The Luffa and the Wompom

In the NYT Magazine on Sunday (July 28th), a “Who Made That?” column (by Pagan Kennedy) on the Loofah Mitt. That leads us to the Luffa plant, source of a vegetable and also loofah sponges. And that takes us to the incredibly multifunctional plant the Wompom, as celebrated in song by Flanders and Swann.

The beginning of Kennedy’s piece, with illustrations added:

“They were in great demand,” wrote a journalist named Nell Cusack in 1893 about a recent New York fad. Word had spread about a curious natural sponge that made the skin glow. Young ladies began using it to scrub their faces, often with so much enthusiasm that they turned as red as lobsters, Cusack joked. No one seemed able to agree on how to spell the name of that sponge, but it inspired such a craze, Cusack reported, that she expected to see “a ‘loafer,’ ‘luphar,’ a ‘loopa’ or a ‘loofah’ in every wash basin the land.”

(#1)

Only a few decades before, the loofah was used mainly to take the black off of teapots. Then came the late-century craze for “friction baths.” According to the medical wisdom of the time, vigorous scrubbing drew poisons out of the body. Women scoured their skin with tools like the “hair mitten” or the “Turkish mitten” (both of which were often made of mohair), as well as stiff-bristled “flesh brushes” that looked as if they belonged in a shoeshine box. The husk of the luffa gourd, which was harvested from a tropical vine, seemed particularly suited to the job — its tangled fibers could impart a healthy glow without chafing.

There was one problem: The loofah sponge, about the size of a rolling pin, was difficult to wedge into certain spots, like behind the ear. So a bit of ingenuity was needed. Judson S. Snyder, of Brooklyn, sewed fiber from the loofah into a device resembling a sock puppet and filed for a patent for the Improved Bathing Mitten in 1889. (Though Snyder patented the idea, he was not the first to innovate with loofah sponges — the plant had been used for centuries by people around the world.)

(#2)

Now, about the source of loofahs. From Wikipedia:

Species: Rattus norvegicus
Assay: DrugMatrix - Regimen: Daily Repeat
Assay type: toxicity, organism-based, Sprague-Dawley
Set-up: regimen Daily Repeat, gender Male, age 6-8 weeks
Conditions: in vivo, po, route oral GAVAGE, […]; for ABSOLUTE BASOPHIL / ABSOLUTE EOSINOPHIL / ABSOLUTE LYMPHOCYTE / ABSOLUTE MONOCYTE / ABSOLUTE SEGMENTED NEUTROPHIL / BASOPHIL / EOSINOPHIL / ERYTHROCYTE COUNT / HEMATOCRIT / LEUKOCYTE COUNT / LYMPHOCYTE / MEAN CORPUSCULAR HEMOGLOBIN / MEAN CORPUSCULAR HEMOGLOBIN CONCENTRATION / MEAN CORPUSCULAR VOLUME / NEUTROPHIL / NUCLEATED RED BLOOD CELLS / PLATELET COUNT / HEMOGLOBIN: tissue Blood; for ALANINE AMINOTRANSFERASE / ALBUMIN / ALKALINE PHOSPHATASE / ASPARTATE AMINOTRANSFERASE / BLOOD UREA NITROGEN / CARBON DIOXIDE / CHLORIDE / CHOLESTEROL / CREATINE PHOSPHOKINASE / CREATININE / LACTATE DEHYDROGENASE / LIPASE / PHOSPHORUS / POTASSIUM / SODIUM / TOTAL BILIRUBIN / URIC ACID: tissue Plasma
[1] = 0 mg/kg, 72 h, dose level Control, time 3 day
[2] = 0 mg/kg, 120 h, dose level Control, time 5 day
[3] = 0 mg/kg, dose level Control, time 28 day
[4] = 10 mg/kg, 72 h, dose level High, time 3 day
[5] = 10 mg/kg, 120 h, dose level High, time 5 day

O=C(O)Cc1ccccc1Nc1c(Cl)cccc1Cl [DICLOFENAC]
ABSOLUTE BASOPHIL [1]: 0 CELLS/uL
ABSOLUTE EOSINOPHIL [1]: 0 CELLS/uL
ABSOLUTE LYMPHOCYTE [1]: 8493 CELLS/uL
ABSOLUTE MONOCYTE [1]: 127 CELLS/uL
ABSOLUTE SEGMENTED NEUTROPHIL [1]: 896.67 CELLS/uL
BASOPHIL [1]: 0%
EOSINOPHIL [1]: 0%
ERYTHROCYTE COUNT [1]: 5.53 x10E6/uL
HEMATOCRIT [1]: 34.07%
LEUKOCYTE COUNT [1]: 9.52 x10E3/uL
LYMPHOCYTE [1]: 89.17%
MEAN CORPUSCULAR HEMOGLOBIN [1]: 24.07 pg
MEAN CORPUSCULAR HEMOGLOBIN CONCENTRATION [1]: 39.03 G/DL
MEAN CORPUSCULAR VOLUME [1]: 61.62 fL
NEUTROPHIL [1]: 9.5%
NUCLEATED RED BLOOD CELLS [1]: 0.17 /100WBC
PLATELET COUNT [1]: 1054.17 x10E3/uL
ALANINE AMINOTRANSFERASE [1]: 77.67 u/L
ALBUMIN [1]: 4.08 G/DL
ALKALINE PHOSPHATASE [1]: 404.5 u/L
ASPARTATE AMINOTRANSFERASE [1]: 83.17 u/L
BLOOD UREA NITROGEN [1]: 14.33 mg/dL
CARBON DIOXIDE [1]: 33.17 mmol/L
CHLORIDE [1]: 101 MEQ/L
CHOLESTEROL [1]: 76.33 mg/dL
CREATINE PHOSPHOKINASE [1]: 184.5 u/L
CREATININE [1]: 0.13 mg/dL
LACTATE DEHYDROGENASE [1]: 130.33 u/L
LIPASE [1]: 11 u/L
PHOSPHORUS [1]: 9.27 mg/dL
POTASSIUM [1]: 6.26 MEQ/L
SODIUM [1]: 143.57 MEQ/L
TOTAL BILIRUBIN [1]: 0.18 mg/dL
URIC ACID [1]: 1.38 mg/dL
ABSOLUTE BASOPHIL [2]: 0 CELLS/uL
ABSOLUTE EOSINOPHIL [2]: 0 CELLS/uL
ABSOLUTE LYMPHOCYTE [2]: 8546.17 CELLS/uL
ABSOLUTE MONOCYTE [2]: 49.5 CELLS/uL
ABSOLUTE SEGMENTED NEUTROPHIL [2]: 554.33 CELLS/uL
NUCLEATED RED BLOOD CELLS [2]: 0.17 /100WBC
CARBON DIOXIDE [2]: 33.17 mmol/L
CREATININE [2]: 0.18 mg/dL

Luffa, Vietnamese luffa, Vietnamese gourd, or Chinese okra are a genus of tropical and subtropical vines classified in the cucumber (Cucurbitaceae) family. In everyday non-technical usage the name, also spelled loofah, usually refers to the fruit of the two species Luffa aegyptiaca and Luffa acutangula. The fruit of these species is cultivated and eaten as a vegetable. The fruit must be harvested at a young stage of development to be edible. The vegetable is popular in China and Vietnam. When the fruit is fully ripened it is very fibrous. The fully developed fruit is the source of the loofah scrubbing sponge which is used in bathrooms and kitchens as a sponge tool. Luffa are not frost-hardy, and require 150 to 200 warm days to mature.

The name Luffa was borrowed by European botanists in the 18th century from the Egyptian Arabic name … lūf.

(#3)

The Luffa plant is dual-purpose. Flanders and Swann’s Wompom is a true multi-purpose plant. A performance here:

 (#4)

The lyrics, for your appreciation:

You can do such a lot with a Wompom,
You can use every part of it too.
For work or for pleasure,
It’s a triumph, it’s a treasure,
Oh there’s nothing that a Wompom cannot do.

Now the thread from the coat of the Wompom
Has the warmth and resilience of Wool
You need never wash or brush it,
It’s impossible to crush it
And it shimmers like the finest sort of tulle.

So our clothes are all made from the Wompom;
Modern Gowns, Sportswear, Lingerie (Going up)
They are waterproof and plastic
Where it’s needed they’re elastic
And they emphasise the figure as you see.

Hail, to thee blithe Wompom.
Hail, to thee O Plant!
All-providing Wompom.
Universal Aunt!

You can shave with the rind of a Wompom,
And it acts like a soapless shampoo.
And its root in little doses
Keeps you free from halitosis
Oh, there’s nothing that a Wompom cannot do,
Nothing that a Wompom cannot do,
Nothing that a Wompom cannot do.

Now the thick inner shell of a Wompom
You can mould with a finger and thumb.
Though soft when you began it
It’ll set as hard as granite
And it’s quite as light as aluminium.

So we make what we like from the Wompom,
And that proves very useful indeed.
From streets full of houses
To the buttons on your trousers
With a Wompom you have everything you need.

Gaudeamus Wompom,
Gladly we salute!
Vade mecum Wompom,
Philanthropic Fruit!

Oh, the thin outer leaf of the Wompom
Makes the finest Havana cigar
And its bottom simply bristles
With unusual looking thistles
But we haven’t yet discovered what they are.

You can do such a lot with a Wompom,
You can use every part of it too.
For work or for pleasure,
It’s a triumph, it’s a treasure,
Oh there’s nothing that a Wompom cannot do.

Oh, the flesh in the heart of a Wompom
Has the flavour of porterhouse steak.
And its juice is a liquor
That will get you higher quicker
And you’re still lit up next morning when you wake.

Wompom! Wompom!
Let your voices ring!
Wompom! Wompom!
Evermore we sing!

To record what is what in a Wompom
Needs a book twice as thick as Who’s Who
I could tell you more and more about this fascinating flora
You can shape it, you can square it,
You can drape it you can wear it,
You can ice it, You can dice it,
You can pare it, You can slice it,
Oh there’s nothing that a Wompom cannot do!
Nothing that a Wompom cannot do!
Nothing that a Wompom cannot do!

Delightful stuff.

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